I think of my mother every day and wish I could tell her, one more time how much I love her. I look at my daughters and hope they always know that I love them more every day.

Sometimes being in the middle isn't such a bad thing.

Do you have a Mother's day story to share? Feel free to leave it in the comments below.

***Thanks for visiting, but don't leave just yet. There are lots more things to see on the side bar. Terri has an interview with Dora Hiers and a chance to win her new book, Journey's Edge. You’ll also find the details of the Take Flight Bloggers blog hop. This month we are featuring lots of books and authors for you to explore. Pam has a list of recipies, Callie posted a new devotion, and stop by Karla's page to meet authors Nikki Arana and Mary Urban and preview their upcoming releases. A comment on any page will register you to win Dora's book. If you're new to the site, I invite you to become a follower. The women, and I, would love to have you.***


The Take Flight bloggers are doing a blog hop featuring book reviews and interviews, and maybe even some contests. Be sure to click over to Terri's page in the side bar and read about my selection, Dora Hiers, JOURNEY"S EDGE.
Then follow the directions to visit the other pages. HAVE FUN!!!

May 5th

The last fingers of twilight reached their glowing red fire toward the gathering darkness. Callie stood on the balcony of the rented beach cabana and savored the sunset. They were scheduled to fly home tomorrow morning. She needed to pack, but couldn’t seem to find the motivation. This week in Cozumel with Benton had been as close to perfect as a vacation could be.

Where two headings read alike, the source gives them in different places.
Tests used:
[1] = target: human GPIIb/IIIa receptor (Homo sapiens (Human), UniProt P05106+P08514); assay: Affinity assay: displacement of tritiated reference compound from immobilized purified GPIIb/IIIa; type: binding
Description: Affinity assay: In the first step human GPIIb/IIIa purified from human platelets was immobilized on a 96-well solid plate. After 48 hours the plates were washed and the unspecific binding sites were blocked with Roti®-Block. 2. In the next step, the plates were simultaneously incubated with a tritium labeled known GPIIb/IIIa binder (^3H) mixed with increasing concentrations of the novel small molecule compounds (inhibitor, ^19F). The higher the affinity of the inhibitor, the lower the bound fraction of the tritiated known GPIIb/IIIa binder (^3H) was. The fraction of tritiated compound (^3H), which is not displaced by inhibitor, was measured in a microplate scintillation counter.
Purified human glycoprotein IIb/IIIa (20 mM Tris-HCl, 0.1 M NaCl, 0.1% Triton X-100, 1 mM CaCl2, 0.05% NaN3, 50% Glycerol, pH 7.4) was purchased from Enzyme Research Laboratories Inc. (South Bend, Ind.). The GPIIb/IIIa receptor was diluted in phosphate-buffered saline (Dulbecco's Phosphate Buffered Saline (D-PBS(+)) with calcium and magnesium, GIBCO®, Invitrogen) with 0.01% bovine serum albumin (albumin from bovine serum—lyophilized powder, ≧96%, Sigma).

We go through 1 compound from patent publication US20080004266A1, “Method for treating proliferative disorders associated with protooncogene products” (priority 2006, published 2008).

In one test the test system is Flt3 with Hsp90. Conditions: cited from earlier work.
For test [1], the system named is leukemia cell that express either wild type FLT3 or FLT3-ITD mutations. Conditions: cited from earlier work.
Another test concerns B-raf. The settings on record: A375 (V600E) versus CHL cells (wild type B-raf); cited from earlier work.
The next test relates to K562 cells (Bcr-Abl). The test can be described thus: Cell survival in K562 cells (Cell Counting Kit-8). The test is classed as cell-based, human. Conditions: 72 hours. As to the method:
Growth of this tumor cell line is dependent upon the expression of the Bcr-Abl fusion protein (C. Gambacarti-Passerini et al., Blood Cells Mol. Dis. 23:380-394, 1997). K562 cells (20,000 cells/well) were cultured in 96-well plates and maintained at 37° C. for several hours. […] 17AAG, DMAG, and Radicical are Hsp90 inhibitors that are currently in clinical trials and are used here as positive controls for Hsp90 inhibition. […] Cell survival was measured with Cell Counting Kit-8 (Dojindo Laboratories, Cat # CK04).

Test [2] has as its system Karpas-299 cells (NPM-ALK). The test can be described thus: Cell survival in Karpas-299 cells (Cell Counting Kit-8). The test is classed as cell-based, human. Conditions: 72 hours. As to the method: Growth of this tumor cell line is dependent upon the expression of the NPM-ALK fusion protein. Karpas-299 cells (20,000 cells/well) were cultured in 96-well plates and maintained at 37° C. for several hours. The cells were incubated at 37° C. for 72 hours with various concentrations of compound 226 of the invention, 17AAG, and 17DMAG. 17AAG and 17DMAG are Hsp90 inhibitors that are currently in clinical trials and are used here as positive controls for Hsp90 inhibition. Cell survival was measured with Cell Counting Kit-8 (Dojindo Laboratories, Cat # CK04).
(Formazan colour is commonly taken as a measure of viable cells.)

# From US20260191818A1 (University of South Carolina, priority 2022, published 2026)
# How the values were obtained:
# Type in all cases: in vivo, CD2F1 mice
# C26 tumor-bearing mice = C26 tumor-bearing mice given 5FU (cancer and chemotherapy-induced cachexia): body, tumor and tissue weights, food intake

They had snorkeled reefs, prowled through stalls in the market places, ridden horses through the surf on the beach, explored ancient ruins, and enjoyed more Mexican food in a week than they normally had in two years time.
Callie leaned her elbows on the porch rail, and stared at the surf, determined to stay right here till darkness leached all of the blue out of the water. The sliding door behind her opened. She didn’t turn, knowing it could be only one person.
Benton stepped to her side and mirrored her pose. “Am I going to have to hogtie you to get you on the plane in the morning?”
She took in a deep breath of the ocean air and leaned against him. “Possibly.”
He slipped an arm around her and dropped a kiss on her head. “Thanks.”
Callie tilted her head just enough to look into her husband’s eyes. “For…?”
“For keeping after me till I took this trip with you. It’s been an amazing week.”
“I’d tell you I told you so, but I don’t want to ruin our last night.”
He laughed, straightened, and took her hand. “Take a walk with me. I’ll help you pack when we get back.”
Callie stepped out of her sandals and allowed her husband to draw her down the five steps to the sand. Yep, just about perfect.

***Thanks for visiting, but don't leave just yet. There are lots more things to see on the side bar. Terri has a new interview with Dora Hiers and a chance to win her new book, Journey's Edge. Pam has a new recipe, Callie posted a new devotion, and stop by Karla's page to meet authors Carol Cox and Anne Miller and preview their upcoming releases. A comment on any page will register you to win Dora's book. If you're new to the site, I invite you to become a follower. The women, and I, would love to have you.***